By Aviva Rosen
The local management scene turned global, It requires different management skills that will
Our world becomes smaller daily, and, as a result, more complex to manage. When a company grows and wishes to go abroad, it has to learn the cultures, both general and organizational, of the companies it is willing to work with.
Nili Goldfein CEO of JLS, an international advising firm that went through a globalization process together with it’s clients, says that companies loke Amdox, Teva and Nice worked very hard in order to learn the new cultures they encountered.
In the economical world of the 21st century, a lot of companies, including American ones, act differently then they were used to in the last century. Goldfeinn says: “Not so long ago, American companies used to duplicate their management style in a manner of ‘copy exactly’. Today they understand that this way does not work any more, and they adjust their management style to fit the local culture of every branch”.
It’s not only that management styles differ now, but the center of operations shifts as well. Nowadays, the areas of Indo-China and Africa are more active and developing economically. It has extensive influence on glocal management shifts as well. So does the vast development of the internet and social networks.
Because of that, we see that glocality, virtual work, organizational complexity and work by time zones make organizations flatten their hierarchic and structures
, and break the central organizational culture the way that enables to communicate the most important organizational values in their branches across the world.
-Glocal organizations are investing a lot of effort in order to produce and maintain the relationship between central management and the branches by recruiting people
that are most appropriate for your organization. There are workers whose occupation is to save constant balance between global organizational culture and the local culture of the company’s branches.
Global companies send many workers abroad and relocate them. “There is a natural tendency, ” explains Goldfein, ” For Israelis, for instance, to trust other Israelis, that’s also true for Americans who rely on other Americans etc, still, managements understand that in order to succeed, they should give a lot of freedom in management to local branches.
Goldfein gives an example of voluntary projects undertaken by the company Applied Materials in its branches worldwide. While the Israeli branch chose as its project to volunteer to teach underachieving children from low socioeconomic standing, the Japanese branch selected to maintain cleanliness of the streets. These preferences convey the importance of local culture in the global society. Goldfein suggests to it’s clients, both Israeli and foreign, not to forget, when looking for new markets and establishing new branches abroad, the importance of the glocality. “Each branch should establish a detailed plan in advance, and take into account the important elements of corporate culture along with important local elements. While it should decide on the most important vision and corporate values they want to instill. Executive development programs also should be in clear line of the framework. “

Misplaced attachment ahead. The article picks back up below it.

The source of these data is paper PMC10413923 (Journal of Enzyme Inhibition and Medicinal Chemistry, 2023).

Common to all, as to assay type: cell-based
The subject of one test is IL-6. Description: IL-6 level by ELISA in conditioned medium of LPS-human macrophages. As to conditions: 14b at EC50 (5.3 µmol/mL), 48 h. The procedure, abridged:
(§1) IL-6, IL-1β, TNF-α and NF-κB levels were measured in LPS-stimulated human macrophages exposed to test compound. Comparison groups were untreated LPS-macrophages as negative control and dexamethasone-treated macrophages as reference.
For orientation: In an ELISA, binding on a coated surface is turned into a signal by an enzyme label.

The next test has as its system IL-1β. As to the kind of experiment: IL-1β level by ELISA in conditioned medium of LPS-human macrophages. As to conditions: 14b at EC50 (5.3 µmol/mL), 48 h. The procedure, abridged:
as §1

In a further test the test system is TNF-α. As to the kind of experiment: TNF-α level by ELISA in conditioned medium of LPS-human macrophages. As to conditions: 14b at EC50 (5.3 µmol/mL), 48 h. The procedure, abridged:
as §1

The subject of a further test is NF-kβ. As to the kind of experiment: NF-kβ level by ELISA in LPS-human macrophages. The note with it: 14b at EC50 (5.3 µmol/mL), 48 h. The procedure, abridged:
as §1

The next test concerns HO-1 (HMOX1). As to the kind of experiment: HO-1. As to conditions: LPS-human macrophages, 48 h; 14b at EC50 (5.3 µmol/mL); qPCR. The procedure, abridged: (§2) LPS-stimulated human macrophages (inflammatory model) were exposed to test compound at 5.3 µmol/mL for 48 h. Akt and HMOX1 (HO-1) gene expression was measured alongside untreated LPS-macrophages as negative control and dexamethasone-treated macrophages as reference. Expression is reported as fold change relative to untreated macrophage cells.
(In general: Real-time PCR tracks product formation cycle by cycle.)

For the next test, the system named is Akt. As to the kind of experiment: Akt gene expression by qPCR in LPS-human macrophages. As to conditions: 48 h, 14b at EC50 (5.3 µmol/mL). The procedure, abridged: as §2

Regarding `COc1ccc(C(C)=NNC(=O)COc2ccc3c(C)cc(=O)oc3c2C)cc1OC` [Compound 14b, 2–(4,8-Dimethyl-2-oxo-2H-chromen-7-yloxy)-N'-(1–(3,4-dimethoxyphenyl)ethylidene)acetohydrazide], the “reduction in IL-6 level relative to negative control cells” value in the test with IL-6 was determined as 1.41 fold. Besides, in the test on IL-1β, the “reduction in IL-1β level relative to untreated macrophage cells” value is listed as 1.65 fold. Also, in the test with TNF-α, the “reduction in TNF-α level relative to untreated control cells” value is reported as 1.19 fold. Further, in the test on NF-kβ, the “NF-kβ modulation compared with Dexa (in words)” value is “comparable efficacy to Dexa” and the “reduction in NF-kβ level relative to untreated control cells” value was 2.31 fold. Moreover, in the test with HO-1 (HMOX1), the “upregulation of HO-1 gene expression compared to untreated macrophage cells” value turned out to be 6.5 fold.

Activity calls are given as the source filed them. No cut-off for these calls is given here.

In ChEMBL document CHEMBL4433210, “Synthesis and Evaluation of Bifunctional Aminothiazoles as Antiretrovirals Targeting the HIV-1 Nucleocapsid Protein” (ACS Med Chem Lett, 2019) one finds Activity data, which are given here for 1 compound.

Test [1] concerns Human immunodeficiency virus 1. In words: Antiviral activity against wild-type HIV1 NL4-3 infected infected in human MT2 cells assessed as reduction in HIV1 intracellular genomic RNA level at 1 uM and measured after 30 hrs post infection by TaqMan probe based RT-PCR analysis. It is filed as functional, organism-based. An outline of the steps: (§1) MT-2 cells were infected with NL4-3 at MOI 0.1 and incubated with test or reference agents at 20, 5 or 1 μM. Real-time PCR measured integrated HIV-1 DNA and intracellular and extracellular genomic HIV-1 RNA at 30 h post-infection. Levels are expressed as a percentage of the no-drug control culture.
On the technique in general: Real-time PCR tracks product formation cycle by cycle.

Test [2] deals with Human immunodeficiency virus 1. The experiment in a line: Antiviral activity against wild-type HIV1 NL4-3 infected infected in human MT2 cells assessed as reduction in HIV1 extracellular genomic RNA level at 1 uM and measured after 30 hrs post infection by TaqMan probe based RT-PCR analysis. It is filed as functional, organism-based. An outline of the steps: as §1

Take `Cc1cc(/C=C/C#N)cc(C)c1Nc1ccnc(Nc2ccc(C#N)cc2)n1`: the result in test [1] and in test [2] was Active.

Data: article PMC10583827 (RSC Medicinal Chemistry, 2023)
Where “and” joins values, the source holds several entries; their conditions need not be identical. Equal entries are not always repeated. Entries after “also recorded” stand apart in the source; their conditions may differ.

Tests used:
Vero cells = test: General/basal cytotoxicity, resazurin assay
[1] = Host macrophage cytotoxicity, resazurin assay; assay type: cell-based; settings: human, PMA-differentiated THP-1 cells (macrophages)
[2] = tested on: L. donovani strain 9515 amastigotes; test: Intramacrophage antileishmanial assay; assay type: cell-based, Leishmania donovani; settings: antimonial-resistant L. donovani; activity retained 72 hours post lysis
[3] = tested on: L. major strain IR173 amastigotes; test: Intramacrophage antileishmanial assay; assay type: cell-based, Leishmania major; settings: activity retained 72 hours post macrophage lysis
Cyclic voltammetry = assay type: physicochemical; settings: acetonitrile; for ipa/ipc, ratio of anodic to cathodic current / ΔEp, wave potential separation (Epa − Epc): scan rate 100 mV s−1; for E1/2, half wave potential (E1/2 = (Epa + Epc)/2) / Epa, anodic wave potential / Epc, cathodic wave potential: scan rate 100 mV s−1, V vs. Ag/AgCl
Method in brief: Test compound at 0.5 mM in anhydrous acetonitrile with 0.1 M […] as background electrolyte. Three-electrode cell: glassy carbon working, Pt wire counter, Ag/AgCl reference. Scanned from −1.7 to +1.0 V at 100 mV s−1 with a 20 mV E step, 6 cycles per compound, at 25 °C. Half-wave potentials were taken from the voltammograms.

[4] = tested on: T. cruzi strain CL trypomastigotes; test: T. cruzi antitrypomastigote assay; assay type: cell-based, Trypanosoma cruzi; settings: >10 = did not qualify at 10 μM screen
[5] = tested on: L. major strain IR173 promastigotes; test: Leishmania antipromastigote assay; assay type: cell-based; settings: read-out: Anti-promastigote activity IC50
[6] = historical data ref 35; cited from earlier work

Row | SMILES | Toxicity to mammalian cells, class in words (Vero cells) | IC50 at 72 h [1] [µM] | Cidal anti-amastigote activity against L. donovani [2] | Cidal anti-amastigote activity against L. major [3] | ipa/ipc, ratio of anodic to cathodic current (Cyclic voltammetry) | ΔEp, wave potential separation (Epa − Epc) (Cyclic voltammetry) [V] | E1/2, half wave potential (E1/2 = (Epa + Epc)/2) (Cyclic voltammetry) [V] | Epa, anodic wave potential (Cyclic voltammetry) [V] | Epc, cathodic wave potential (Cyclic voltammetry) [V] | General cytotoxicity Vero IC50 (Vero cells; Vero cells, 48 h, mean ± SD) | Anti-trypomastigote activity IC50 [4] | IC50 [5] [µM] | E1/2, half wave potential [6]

Eithan Meiri, CEO of the consulting firm ‘Effective Management’, explains that many business people, including Israelis, think that working with foreign cultures is easy, especially after vising it twice or three times, they are sure that they already know the culture. This is, of course, an illusion. It’s not only about understanding nuances of conversation which is complex in itself, , but also knowledge of customs and rituals. Israelis, for example, tend to interrupt each other frequently during the conversation and that seems completely normal for them. Swedes, on the other hand, would not interrupt each other, and they would even linger a few seconds before replying which implies their respect to their peers. “
Of course, this Israeli trait pf mutual speech interruption is also associated with other national traits expressed in the relationship between business people. While American businessmen, Jews and non-Jews, usually prefer to plan in advance as possible, Israelis tend to improvise in motion. These differences of cultures and mentalities sometimes make joint business problematic. “If Americans and Israelis could find a way to combine the best of both worlds, creativity and dealing with changes in motion on the one hand and thorough planning on the other, they could profit from it immensely. Often, this is not what happens.”
When Jews do business with Jews, even if they are from different cultures, they have a lot in common. In general, people like to do business with their own kind, just as Irish prefer to do business with other Irish. “Jews from all over the world have something in common, and can create basic trust, in a sense, a feeling of ‘we the same village’, we have kinship or mutual friends. This also makes It easier, of course, to get information about people who have a lot in common. This makes the global village friendlier.